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MENAFN - Arab News - 24/12/2013
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(MENAFN - Arab News) Is the increasing use of English by young Saudis a threat to Arabic and the Kingdom's identity? Some people agree, while others feel it's a healthy trend.
English is in vogue nowadays because it is a requirement for landing various jobs. In social settings, there is also a growing trend among young people to replace the traditional "assalamu alaikum" with "hello" and "good morning," some say.
"My family often criticizes me for speaking in English because we're in Saudi Arabia," said Alaa Syaid, a 21-year-old university student. "I speak English with my friends to improve my fluency in the language. Many of my friends who are working tell me that speaking English at work is an indication that the person is a professional."
Rami Rashed, an employee at a private company, speaks fluent English but only uses it when communicating with non-Arabic speakers. He also criticizes those who speak English with fellow Arabic speakers.
"I'm quite disgusted when a Saudi or Arab colleague speaks to me in English. I find these people insecure or plain showoffs. I don't understand why we need to speak in English when we can communicate in Arabic, the language of the Qur'an," he said. "I'm critical of those who say speaking English will make a person more professional. People are more professional because of their work, not their language."
Salma, a 26-year-old bank employee, who, like many Saudis, has graduated from abroad, believes English is a useful medium and the only language that allows her to connect with the rest of the world. "I do not find it insulting to use English in public when communicating with my Saudi friends."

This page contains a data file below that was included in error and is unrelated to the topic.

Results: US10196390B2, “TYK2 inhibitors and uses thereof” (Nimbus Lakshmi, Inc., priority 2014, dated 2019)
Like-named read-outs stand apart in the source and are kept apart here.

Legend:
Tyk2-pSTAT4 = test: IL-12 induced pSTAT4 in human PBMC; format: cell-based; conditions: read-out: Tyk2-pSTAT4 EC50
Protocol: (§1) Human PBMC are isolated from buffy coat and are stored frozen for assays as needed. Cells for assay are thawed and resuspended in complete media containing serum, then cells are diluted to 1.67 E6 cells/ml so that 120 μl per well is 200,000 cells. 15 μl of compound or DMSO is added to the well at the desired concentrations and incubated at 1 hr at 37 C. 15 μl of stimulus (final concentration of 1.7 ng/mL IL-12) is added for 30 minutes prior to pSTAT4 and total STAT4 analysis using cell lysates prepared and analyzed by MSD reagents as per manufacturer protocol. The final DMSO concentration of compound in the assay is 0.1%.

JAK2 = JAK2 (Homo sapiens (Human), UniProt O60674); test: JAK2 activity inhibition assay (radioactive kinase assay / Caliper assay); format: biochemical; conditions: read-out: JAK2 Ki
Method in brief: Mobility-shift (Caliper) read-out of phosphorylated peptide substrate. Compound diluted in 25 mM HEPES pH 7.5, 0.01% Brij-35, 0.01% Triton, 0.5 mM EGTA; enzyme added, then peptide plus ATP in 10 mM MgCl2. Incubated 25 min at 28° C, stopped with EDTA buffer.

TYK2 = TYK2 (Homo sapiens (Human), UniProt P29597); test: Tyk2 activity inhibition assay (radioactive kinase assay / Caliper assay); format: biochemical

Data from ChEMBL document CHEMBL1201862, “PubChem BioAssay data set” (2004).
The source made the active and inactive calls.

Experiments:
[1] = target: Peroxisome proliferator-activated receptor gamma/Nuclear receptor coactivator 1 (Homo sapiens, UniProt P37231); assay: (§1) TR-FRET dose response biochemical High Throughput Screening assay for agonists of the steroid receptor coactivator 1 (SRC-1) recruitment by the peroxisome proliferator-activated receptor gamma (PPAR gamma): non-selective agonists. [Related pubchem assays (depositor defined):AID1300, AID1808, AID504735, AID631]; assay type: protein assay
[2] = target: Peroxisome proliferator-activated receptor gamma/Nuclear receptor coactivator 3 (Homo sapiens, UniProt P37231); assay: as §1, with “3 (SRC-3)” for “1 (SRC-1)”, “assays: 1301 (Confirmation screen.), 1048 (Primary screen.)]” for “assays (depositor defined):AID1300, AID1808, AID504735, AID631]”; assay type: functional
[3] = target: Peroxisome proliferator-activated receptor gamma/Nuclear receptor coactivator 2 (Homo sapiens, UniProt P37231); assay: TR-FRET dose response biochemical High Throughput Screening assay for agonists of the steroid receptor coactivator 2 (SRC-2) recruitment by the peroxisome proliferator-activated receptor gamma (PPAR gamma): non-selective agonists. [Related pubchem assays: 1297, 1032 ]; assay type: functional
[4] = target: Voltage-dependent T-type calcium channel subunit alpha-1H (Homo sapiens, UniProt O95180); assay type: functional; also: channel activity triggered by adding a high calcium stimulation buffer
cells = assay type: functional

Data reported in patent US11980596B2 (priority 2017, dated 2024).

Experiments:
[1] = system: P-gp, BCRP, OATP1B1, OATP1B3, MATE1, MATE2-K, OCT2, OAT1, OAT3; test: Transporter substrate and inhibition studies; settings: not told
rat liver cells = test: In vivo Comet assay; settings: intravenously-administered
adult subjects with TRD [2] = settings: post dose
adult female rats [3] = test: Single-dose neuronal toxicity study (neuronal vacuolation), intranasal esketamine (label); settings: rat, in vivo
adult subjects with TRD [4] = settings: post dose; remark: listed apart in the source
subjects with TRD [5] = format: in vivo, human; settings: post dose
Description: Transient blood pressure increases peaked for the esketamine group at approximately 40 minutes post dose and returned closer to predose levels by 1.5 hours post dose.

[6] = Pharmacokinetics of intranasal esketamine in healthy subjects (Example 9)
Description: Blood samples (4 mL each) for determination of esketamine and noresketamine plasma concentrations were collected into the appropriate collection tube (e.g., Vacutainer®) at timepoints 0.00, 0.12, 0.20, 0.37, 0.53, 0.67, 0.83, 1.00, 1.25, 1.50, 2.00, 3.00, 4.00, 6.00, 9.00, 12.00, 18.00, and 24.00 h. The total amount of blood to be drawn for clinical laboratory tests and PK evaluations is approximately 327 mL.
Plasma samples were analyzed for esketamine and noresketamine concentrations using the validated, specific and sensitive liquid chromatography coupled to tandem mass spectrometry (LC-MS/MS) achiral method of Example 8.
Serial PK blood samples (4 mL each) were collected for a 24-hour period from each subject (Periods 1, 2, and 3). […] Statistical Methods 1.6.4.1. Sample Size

"Those who see it as a problem are overreacting. English is the world's main language and the Kingdom's second language. Most big companies in the Kingdom use English as a means of communication." She watches English movies but communicates in Arabic at home.
Khadija, a Saudi customer services agent for a local company in Jeddah, speaks English with her clients. "When I started work, my manager told me that as a customer service employee I had to communicate with my clients in English. He told me that speaking in English makes the company appear more professional." She has also chosen to speak English outside the office with friends.
"I never thought that speaking in English was important but I found it was really effective when communicating with clients. I do not see it as a problem as long as it helps my work. My friends and I sometimes speak in English and I think it is a matter of lifestyle," she said.
Samar Al-Zahrani, an Arabic schoolteacher in Jeddah, is concerned about what would ultimately happen to Arabic. "Ignoring Arabic will weaken it in future. Students are already very weak when it comes to writing Arabic. I notice a lot of spelling mistakes at high school and university level," she said.
"It's common to find spelling mistakes and incorrect sentences in advertisements. This is because people ignore the language. The problem also lies in the fact that many signboards in Arabic are transliterations of English terms and names."
While the use of English is being actively promoted in the Kingdom through intensive courses at university level and in private schools, there is a fear that the language may override Arabic and negatively affect Arab cultural identity, she said.

 


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